An 82-year-old man convicted of the "bizarre and depraved" sexual abuse of his daughter is returning to the house in Te Atatu where the crimes were committed.
Ronald Van Der Plaat will be released to his Te Atatu home next week, prompting neighbourhood meetings.
Corrections has placed an "extensive" range of 21 conditions on Van Der Plaat's release - and has made the extraordinary step of applying to the High Court for an extended supervision order to last for up to 10 years.
Corrections staff recently met local residents, who are facing Van Der Plaat's return to their street for a second time.
He was sentenced in 2000 and given parole in 2010, when neighbours protested about his release. Van Der Plaat violated parole conditions - he was recorded on CCTV at Auckland Museum holding a 4-year-old girl's hand - in 2012, and was sent back to jail.
The neighbourhood meetings were staged by Rachel Felton, who is also chairwoman of the board of trustees at the nearby Peninsula Primary School. Corrections said Van Der Plaat would have nine standard and 12 special parole conditions for a period of six months.
"They include attending and completing programmes, treatment and counselling as directed; not undertaking culture, craft or creative programmes without approval; not associating with any person under the age of 16 unless under the direct supervision of an approved adult; not possessing any device capable of taking photos or recording images; and GPS electronic monitoring."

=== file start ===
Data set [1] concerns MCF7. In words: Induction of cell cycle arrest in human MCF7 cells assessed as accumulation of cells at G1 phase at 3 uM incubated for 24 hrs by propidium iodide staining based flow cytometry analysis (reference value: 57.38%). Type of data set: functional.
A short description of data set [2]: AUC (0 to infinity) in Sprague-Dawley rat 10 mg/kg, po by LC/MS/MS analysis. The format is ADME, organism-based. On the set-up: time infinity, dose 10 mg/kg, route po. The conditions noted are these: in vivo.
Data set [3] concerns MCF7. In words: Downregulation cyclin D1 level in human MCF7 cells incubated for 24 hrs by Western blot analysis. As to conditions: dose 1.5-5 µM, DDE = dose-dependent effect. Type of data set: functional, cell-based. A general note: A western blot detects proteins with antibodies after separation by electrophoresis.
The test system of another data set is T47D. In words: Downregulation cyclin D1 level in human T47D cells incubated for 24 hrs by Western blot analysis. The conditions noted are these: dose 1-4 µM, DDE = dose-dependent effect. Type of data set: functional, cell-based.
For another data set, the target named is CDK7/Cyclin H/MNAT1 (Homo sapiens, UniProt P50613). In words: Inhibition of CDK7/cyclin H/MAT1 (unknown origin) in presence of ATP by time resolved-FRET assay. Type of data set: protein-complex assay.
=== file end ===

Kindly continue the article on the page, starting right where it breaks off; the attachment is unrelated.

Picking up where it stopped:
Van Der Plaat would be visited frequently by probation staff and monitored by GPS 24 hours a day.
"Mr Van Der Plaat will also be subject to ongoing assessment in order to identify any likelihood of further offending and risk of harm to others."
A parole board hearing in February rejected his appeal for an early release. By law, he must be returned to the community on his statutory release date of May 11.
The board was told he will be released into the care of a woman "to ensure that he has sufficient care".
Community Probation Services considered that Van Der Plaat "remains an undue risk to community safety". His most recent psychological assessment, in September 2014, recorded his "risk of reoffending as medium high."